John Dilworth reflects on how gut, steel, nylon and now parachute cord have all brought change to the luthier’s craft

Small wonders

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This article is from the July 2013 issue of The Strad

I hate to sound like the grey-haired old chump that I am, but tailguts have changed since the old days. The old days when they were gut. Real gut. We used harp strings, I believe. Threaded them through the tailpiece, made a guesstimate of the correct length, bound the cut ends with gut violin E strings, and sealed the knots with rosin dust and the flame of a little glass burner. The traditional, trusted method, still standard practice for Baroque set-ups. But still, a lot of them went bang very loudly at inconvenient times. Slipping knots; dried out and perished gut; lengthening and shortening the gut to get the correct resonance in the string tails – what a pain.

At the same time, we had the little nylon Sacconi tails, with threaded brass tags. These were temptingly simple to use, but also notorious for going bang very loudly at inconvenient times. The nylon stretched, the threads stripped, and I at least was sniffy about them. Or you could use the old wire tail-loop. Literally that – a strong length of steel wire, cut to length and locked together around a little brass cylinder under the tailpiece. Strong, reliable, stable, but there was a tendency for the thin wire to rattle in the tailpiece’s holes. And I for one looked very sniffily at any use of common or garden steel on my finely crafted and delicate wooden creations.

The nylon cords improved and ultimately took over. Better-engineered versions appeared perfectly reliable. They were easy to adjust – that crucial few inches, a sixth of the played string length, makes a big difference to how an instrument performs, and with these stronger nylon loops the adjustment is just the tightening or loosening of the little brass nuts that hold the loop in place.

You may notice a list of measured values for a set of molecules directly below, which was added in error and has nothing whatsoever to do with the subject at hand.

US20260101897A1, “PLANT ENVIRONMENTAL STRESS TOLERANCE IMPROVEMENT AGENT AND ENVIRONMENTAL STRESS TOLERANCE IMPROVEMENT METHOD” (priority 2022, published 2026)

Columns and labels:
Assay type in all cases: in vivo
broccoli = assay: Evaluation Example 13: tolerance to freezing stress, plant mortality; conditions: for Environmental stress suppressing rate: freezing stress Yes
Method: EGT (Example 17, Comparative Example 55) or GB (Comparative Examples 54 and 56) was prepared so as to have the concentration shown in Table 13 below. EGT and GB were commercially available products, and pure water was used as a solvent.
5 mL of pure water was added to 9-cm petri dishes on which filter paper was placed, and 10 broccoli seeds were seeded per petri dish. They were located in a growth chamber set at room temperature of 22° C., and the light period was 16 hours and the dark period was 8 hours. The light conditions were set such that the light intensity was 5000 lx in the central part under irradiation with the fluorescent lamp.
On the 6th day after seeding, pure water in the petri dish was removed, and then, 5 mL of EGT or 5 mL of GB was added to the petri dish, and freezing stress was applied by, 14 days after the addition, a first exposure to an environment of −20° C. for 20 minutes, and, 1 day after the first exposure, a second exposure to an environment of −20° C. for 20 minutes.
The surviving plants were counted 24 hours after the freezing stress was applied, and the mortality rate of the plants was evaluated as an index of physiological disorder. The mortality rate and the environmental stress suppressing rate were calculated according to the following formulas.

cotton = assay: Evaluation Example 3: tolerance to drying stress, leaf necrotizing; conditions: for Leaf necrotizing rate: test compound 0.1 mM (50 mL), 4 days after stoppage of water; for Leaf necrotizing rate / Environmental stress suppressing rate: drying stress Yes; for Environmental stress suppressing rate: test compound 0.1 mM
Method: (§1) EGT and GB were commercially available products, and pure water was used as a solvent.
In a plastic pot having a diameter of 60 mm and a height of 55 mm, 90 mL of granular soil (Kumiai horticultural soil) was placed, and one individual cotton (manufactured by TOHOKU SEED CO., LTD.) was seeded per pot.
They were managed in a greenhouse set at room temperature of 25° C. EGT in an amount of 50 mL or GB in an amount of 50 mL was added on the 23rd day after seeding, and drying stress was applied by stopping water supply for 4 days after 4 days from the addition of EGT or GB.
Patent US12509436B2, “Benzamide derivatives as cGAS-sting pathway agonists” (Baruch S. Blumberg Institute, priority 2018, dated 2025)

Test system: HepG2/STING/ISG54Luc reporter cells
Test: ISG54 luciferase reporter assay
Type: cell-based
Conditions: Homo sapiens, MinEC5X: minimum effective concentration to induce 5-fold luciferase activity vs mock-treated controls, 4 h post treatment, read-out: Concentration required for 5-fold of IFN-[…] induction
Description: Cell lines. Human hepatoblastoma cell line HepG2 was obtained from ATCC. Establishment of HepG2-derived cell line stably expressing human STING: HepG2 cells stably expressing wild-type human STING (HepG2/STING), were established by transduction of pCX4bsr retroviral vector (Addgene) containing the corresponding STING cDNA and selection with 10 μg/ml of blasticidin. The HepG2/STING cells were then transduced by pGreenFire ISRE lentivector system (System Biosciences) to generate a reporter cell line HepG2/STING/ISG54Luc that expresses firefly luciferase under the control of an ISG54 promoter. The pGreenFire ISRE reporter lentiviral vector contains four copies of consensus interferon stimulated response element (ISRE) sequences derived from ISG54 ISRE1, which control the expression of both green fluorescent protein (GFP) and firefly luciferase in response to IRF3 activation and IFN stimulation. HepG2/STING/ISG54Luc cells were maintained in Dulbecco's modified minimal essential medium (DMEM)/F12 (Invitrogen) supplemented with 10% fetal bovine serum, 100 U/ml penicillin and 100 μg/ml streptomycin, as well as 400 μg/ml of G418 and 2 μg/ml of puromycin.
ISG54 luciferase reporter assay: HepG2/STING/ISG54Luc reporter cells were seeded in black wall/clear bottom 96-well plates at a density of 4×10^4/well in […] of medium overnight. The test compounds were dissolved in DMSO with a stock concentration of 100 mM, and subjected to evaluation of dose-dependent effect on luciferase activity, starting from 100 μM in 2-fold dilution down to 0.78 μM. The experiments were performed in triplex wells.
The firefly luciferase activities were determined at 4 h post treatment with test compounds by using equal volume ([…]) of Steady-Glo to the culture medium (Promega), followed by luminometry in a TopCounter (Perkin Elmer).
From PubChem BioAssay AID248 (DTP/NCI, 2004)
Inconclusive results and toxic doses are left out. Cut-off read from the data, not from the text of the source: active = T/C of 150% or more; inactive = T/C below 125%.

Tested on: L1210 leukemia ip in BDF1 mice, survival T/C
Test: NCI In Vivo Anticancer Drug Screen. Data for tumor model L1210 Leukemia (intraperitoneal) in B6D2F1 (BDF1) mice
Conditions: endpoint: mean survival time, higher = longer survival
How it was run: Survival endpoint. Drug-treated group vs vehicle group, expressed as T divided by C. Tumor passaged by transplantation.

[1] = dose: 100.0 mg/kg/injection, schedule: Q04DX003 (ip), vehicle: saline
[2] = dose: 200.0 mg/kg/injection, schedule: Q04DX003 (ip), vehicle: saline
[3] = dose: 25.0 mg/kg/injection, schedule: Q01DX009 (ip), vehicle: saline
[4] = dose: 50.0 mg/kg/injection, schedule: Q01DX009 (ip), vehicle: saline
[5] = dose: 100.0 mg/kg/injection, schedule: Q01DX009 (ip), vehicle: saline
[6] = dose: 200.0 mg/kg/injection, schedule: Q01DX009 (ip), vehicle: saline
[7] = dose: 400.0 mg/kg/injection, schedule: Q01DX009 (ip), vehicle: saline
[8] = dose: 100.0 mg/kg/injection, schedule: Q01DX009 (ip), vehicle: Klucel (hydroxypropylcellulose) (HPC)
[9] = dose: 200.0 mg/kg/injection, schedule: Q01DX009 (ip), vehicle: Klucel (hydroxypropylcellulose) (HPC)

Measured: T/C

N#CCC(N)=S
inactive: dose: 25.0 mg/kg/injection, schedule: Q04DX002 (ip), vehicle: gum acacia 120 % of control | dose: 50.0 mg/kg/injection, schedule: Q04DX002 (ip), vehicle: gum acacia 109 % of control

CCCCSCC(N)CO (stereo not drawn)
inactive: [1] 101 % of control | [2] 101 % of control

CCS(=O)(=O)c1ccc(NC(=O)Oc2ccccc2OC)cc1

Small wonders 8

Photo: John Dilworth

Tailguts made from wire, nylon, gut and parachute cord

But now we have the amazing parachute cord. Our problems would seem to be over, and both instruments and makers benefit. Since using this exceedingly modern compound material, stronger than steel, softer than silk, I am converted. It is, as it says on the packet, completely stable, completely flexible, and it stays knotted. With this stuff, I’ve had tailpieces snap, but not the gut itself fail. There also seems to be a slight tonal benefit. Whether this is because of its unique resilience, or the fact that it’s not hard or ‘twangy’ like steel, nor soft and absorbent of vibration like gut, I have no idea. But I like it. I’m sure Stradivari would have done too, if he’d been familiar with the works of Leonardo da Vinci and known of parachutes, and, um, synthetic multi-fibre cord. The only thing I don’t like is having to cut it. It’s stronger than my best wire snippers.

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